If overheating happens once or twice, the canary will likely recover fully. If regularly exposed to this strain on its body, it can permanently damage its organs, especially its brain.
Feeding and caring for newly hatched chicks is energy-intensive. Consequently, she will drink more water than normal to replenish what she’s lost through the breeding, egg-laying, and feeding stages.
A brooding mother will also leave her chicks infrequently, so she may appear thirsty when visiting the water bowl. Also, she’ll need more water to produce liquid in her crop that breaks down the food she stores to regurgitate for the offspring, which requires drinking more often.
A canary will feel thirsty after it’s exercised. Canaries are active creatures that enjoy flying from perch to perch, playing with toys, or flying long distances if allowed outside of their cage.
If your canary has just finished an intense workout, it’ll have lost water and energy, prompting it to drink a lot of water afterward. This should last a few minutes as the bird cools down.
If it continues beyond this point, the canary may be experiencing health complications that impede its ability to get or stay hydrated.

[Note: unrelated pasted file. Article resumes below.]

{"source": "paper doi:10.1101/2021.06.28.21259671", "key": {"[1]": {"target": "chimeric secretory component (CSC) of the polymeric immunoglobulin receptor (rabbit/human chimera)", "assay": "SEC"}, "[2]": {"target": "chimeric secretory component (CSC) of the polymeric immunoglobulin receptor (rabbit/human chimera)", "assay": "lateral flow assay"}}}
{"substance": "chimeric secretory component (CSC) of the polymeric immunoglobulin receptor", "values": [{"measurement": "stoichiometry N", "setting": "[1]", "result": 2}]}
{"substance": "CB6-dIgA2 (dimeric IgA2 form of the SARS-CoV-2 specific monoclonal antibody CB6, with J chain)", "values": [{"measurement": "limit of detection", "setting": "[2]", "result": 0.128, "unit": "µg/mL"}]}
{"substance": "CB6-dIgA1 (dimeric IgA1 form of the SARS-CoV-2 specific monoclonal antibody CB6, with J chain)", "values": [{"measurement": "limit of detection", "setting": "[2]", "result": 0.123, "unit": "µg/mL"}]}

Canaries have sensitive digestive systems that can be easily upset by toxins. These may come from eating a type of food unsuitable for it, such as apple seeds, or drinking contaminated water.
If your canary has inadvertently ingested a toxic substance, it might drink a lot of water to “wash out” it and ward off any negative side effects.
Of course, organ damage or disease is the worst possible reason for excessive thirst in a canary. The other factors may cause these issues or exist as their problems.
Each condition will need the official diagnosis and intervention of a vet. However, you may be able to guess the possible cause for the excessive thirst based on the symptoms below:
According to Modern Veterinary Practice, diabetes mellitus is commonly reported in small bird species, such as canaries and parakeets. In avians, this condition occurs when there is an overproduction of glucagon by the pancreas.
It’s not entirely clear what causes diabetes in canaries and other birds, but many experts attribute the condition to factors such as:
- High carbohydrate and sugar content in the diet